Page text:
Banning “Unsafe” HGVs From The Capital “Not Enough”

SaferlorryHGVs without safety equipment to protect cyclists and pedestrians are now banned throughout Greater London under Britain’s first “Safer Lorry Scheme”. However, the ban on its own is not enough, according the O’Donovan Waste Disposal. 

Vehicles of more than 3.5 tonnes entering London must now be fitted with sideguards to protect cyclists from being dragged under the wheels in the event of a collision, along with Class V and Class VI mirrors to give the driver a better view of cyclists and pedestrians.

Bigger side windows, in the lower panel of the cab door, give the driver direct vision of any cyclist who may be alongside them, and can be fitted to most lorries for around £1000.

It will be enforced by the police, the Driver and Vehicle Standards Agency and the joint Transport for London and Department for Transport-funded Industrial HGV Taskforce. The maximum fine for each breach of the ban will be £1000.

“HGV owners need to see this ban not as a burden, but more of an opportunity to help the industry shake its reputation as the ‘bad guys’ in this situation. By combining fleet safety measures with stringent training programmes for drivers, operators can take control of their own destinies – so to speak”

Repeat offenders may also be referred to the relevant Traffic Commissioner, who is responsible for the licensing and regulation of HGV operators.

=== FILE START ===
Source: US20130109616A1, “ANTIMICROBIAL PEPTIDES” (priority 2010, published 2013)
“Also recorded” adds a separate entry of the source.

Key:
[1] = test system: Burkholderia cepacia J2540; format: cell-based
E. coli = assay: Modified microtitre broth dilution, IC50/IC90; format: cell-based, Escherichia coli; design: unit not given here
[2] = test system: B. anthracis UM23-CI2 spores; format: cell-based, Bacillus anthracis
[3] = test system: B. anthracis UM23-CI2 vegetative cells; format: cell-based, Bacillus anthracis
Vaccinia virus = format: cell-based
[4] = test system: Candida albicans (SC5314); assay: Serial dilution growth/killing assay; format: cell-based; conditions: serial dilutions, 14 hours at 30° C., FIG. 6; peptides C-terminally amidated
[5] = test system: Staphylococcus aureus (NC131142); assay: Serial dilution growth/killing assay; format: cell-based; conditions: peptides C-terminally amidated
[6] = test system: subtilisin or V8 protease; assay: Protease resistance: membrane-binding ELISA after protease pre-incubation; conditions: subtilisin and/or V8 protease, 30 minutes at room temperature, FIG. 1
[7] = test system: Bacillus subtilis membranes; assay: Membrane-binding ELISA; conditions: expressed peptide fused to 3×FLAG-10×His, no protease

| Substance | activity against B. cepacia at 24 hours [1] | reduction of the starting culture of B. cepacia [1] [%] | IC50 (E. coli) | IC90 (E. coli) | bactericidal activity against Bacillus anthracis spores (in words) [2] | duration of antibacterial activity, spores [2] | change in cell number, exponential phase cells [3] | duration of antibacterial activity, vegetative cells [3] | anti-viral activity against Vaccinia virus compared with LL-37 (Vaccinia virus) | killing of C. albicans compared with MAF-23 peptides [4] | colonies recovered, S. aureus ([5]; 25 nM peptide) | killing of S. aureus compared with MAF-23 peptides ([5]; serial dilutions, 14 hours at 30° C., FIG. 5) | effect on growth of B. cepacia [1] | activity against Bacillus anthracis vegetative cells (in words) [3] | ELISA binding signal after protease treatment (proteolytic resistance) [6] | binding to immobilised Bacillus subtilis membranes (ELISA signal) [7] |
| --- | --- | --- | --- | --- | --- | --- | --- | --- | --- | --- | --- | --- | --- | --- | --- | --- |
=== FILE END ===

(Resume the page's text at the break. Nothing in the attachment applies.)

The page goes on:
The Mayor, Boris Johnson, hailed the success of the scheme – which has already seen the vast majority of HGVs in London fitting the equipment as operators move to comply – and announced it would now go further. 

While wholeheartedly backing the scheme, having been one of the fleet operators chosen to launch it, Jacqueline O’Donovan, managing director of O’Donovan Waste Disposal, thinks that the ban alone is not enough to stop accidents involving vulnerable road users.

“To ensure that everyone has the best chance of travelling safely, we need to combine the introduction of enforced HGV safety equipment with more training and education for both drivers and cyclists,” she said.

She suggests staff should also be trained to ensure they are aware of the dangers of operating a HGV and can tailor their behaviour accordingly.

The company last year launched its own driver Certificate of Professional Competence (CPC) driver training – Waste Essentials, and also uses an operational management system to monitor driver behaviour in real time and identify training needs on a continual basis.

“It is without a doubt a huge stride in the right direction for everybody living and working in London to see the Safer Lorry Scheme come into force,” she added. “However, if real impact is to be made and more lives saved, all parties need to take a more collaborative approach to safety and well-being.

“HGV owners need to see this ban not as a burden, but more of an opportunity to help the industry shake its reputation as the ‘bad guys’ in this situation. By combining fleet safety measures with stringent training programmes for drivers, operators can take control of their own destinies – so to speak.

“Cyclists and pedestrians too could benefit from further knowledge on the challenges facing HGV drivers. If we all work together to improve awareness, we can share in the benefits of less incidents and more lives saved, a win for everybody involved.”


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